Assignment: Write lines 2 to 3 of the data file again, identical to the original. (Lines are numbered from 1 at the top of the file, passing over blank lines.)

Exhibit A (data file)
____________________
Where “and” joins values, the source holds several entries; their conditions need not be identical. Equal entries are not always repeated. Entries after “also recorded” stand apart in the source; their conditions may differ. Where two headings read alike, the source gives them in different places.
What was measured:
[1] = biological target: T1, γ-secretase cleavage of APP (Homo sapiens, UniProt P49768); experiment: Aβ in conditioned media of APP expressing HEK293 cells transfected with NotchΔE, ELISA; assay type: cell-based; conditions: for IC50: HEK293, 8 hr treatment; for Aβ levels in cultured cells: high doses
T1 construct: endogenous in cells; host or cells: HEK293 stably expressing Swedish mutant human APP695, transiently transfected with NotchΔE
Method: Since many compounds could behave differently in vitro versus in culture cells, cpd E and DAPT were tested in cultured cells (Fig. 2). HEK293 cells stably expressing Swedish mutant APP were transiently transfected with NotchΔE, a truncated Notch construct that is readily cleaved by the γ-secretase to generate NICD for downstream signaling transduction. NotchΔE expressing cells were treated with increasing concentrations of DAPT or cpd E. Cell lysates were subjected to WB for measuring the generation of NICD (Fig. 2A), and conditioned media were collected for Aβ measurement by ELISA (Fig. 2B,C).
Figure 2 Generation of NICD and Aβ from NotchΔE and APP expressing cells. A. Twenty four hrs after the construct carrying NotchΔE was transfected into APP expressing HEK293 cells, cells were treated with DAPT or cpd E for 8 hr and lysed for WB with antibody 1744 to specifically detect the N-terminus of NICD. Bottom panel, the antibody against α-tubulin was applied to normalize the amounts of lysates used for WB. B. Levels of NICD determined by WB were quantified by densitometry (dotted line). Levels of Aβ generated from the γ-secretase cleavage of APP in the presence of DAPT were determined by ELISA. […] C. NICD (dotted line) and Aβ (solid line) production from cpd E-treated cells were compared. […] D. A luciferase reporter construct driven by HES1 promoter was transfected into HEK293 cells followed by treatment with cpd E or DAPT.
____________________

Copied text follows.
What was measured:
[1] = biological target: T1, γ-secretase cleavage of APP (Homo sapiens, UniProt P49768); experiment: Aβ in conditioned media of APP expressing HEK293 cells transfected with NotchΔE, ELISA; assay type: cell-based; conditions: for IC50: HEK293, 8 hr treatment; for Aβ levels in cultured cells: high doses